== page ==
Posts Tagged ‘Hassan and Hussein’

ISIS Destruction of Antiquities and Respect for Archaeology in Iran

April 12, 2015

Nimrud Map

Map of Nimrud drawn in 1856 by Felix Jones

The Independent reported today that ISIS had released a video of themselves destroying the ancient Babylonian city of Nimrud. Its destruction was reported back in March, but this is the first time footage has been shown of it. The video shows the terrorists attacking the city and its antiquities with pneumatic drills, anglegrinders and sledgehammers. They then laid explosives, and blew the site up.

Irinia Bokova, the director general of UNESCO, the section of the UN that oversees the world’s cultural heritage, denounced the destruction, saying that the “deliberate destruction of cultural heritage constitutes a war crime”.

I couldn’t agree more.

The Indie’s article can be read at: http://www.msn.com/en-gb/news/other/isis-video-shows-complete-destruction-of-ancient-city-of-nimrud-in-iraq/ar-AAaTuAG?ocid=OIE9HP

I’ve already blogged about ISIS’ destruction of Nimrud, and the other cultural treasures of Mosul, and the Christian and Muslim shrines to the patriarch Seth, revered by Moslems as the prophet Sheth, St. George and others. ISIS have claimed that they are destroying these antiquities because they are somehow blasphemous or un-Islamic. In fact, they are attacking them purely because these monuments don’t conform to their own, extremely narrow religious views. They’re a deliberate, calculated assault on the cultural heritage and identity of Iraq’s people. ISIS fear them because they present an alternative, secular national and religious pluralist identity to the absolute conformity ISIS wish to foist on them.

It’s also been suggested that more worldly, venal motives were involved in Nimrud’s destruction. ISIS may have been looting the site to raise money to buy more arms by selling the antiquities illegally. They levelled the city to disguise what they’d done. So their claim that they were destroying the city for religious reasons may have been just a load of lies to disguise what they really are: a bunch of thieves and grave robbers.

Archaeology in Iran

ISIS’ contempt for the region’s heritage contrasts with Iran, where, with some qualifications, archaeology is still valued. John Simpson in one of his books described the way an angry mob was ready to destroy the depictions of the Persian shahs at Naqsh-i-Rustem in the 1979 revolution, but were prevented from doing so by the carvings’ guard. He stopped them by telling them that they were instead depictions of Hassan and Hussein, the two sons of the Imam Ali, the founder of Shi’ism.

In the 1990s there was a minimal Western archaeological presence in Iran, though I believe it has been expanded since then. I once bumped into one of the lecturers in the archaeological department at Uni nearly ten years ago, who had just returned from excavating an early Islamic city in Iran.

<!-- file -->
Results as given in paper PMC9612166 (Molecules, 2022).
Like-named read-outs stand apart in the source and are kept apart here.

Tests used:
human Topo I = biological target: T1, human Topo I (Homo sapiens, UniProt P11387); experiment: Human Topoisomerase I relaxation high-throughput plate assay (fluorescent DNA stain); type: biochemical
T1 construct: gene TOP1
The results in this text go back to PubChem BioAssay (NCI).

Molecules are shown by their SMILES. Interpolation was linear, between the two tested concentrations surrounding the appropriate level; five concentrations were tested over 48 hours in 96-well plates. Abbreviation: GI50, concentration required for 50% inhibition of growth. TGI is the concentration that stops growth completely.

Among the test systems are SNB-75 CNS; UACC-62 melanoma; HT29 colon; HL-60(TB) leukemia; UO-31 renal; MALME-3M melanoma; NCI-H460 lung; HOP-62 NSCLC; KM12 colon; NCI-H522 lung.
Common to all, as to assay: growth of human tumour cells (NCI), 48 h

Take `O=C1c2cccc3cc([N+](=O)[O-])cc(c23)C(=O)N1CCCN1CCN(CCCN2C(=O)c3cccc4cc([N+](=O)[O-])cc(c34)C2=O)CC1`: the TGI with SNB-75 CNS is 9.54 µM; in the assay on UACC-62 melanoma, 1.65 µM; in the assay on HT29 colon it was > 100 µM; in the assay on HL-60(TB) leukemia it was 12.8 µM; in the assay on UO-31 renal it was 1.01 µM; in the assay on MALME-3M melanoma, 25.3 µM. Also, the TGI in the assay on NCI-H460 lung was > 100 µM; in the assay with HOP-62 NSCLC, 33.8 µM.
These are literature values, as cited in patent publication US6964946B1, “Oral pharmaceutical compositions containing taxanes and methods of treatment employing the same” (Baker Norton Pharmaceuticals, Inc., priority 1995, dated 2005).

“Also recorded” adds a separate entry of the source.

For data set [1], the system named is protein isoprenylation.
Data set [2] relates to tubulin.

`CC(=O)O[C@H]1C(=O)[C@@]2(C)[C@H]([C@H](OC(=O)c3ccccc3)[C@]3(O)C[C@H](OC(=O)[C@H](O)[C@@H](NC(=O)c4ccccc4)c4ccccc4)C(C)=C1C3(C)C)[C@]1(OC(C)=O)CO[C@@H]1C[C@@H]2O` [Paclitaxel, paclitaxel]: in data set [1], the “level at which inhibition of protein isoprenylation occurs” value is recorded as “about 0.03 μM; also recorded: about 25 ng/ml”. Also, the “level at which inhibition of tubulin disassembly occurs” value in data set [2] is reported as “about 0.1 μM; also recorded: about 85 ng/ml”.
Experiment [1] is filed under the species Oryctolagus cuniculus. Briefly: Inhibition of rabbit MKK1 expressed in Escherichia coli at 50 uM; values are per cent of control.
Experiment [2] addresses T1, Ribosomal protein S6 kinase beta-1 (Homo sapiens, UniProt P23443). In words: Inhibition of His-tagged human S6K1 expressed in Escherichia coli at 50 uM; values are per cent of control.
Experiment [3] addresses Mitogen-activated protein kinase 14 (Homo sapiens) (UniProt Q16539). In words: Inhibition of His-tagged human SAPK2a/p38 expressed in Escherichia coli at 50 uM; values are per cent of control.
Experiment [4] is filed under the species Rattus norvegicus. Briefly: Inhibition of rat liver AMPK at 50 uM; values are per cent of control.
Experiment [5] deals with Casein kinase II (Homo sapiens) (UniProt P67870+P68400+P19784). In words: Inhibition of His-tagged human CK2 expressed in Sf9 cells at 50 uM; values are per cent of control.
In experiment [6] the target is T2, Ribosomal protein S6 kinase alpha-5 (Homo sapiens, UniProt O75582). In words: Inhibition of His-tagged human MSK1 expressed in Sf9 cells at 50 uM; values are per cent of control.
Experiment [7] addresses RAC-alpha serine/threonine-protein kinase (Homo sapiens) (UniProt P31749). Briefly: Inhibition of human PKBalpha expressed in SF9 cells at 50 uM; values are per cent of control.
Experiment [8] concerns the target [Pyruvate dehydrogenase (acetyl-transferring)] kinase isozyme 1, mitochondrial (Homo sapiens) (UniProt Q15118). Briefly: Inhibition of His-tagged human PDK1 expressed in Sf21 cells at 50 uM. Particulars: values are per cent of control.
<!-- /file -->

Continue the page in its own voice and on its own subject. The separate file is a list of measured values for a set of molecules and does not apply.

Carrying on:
And a few years ago the British Museum loaned the Cyrus Cylinder, shown below, to the Islamic Republic.

Cyrus Cylinder

The Cyrus Cylinder records the conquest of Babylonia by the great Persian king Cyrus, or Kourash, as he is known in Persian. After the conquest, he issued an edict permitting the peoples exiled in Babylon to return to their homelands, returned their gods, and assisted in the reconstruction of their temples. These included the Jews, who returned to Israel, for which the Persians are praised in the Bible.

I was taught at College that Islam similarly regarded Zoroastrians as ‘Peoples of the Book’, who, like Jews and Christians, worshipped the one God, and whose worship was therefore protected.

British Museum’s loan of the Cylinder to Iran was of major diplomatic and cultural significance. Firstly, it was party of a general thaw in relations between Britain and the Islamic Republic. Secondly, it also showed the confidence that the Museum in the Cylinder’s safety. The repatriation of cultural artefacts looted by Western scholars from the other cultures around the world is a major issue in archaeology and the heritage sector. Many nations and ethnic groups are rightly angered at the appropriation of valuable or important religious items from their cultures, including human remains. A few years ago, for example, BBC 2 screened a series looking behind the scenes at the British Museum. Amongst the Museum’s other work, it showed the delicate negotiations surrounding the repatriation of the remains of Aboriginal Tasmanians to their descendants.

Other items remain, and their retention is immensely controversial. The Elgin Marbles is a case in point.

The Museum has, however, a policy of not returning antiquities to countries where their safety can’t be guaranteed. The looting and destruction of ancient monuments and archaeological finds is a real problem, particularly in the developing world. And it isn’t unknown here either. There have been digs in Britain, that have been wrecked and the finds looted by Nighthawks. There have also been a number of curators and museum directors, who have been caught illegally selling off objects from the very collections they were supposed to be maintaining.

The loan of the Cyrus Cylinder to Iran, by contrast, showed that the British authorities had every confidence that their fellows in Iran would respect and value it, and that Britain and Iran could have good relations in the exploration of that nation’s ancient past and its treasures.

This is another excellent reason why the Repugs are stupid to want another war with Iran. Apart from destabilising yet another nation and brutalising its people, purely for the profit of the oil and arms industries, it could result in the same destruction of antiquities as in Iraq.

And as in Iraq, the world would again be much the poorer.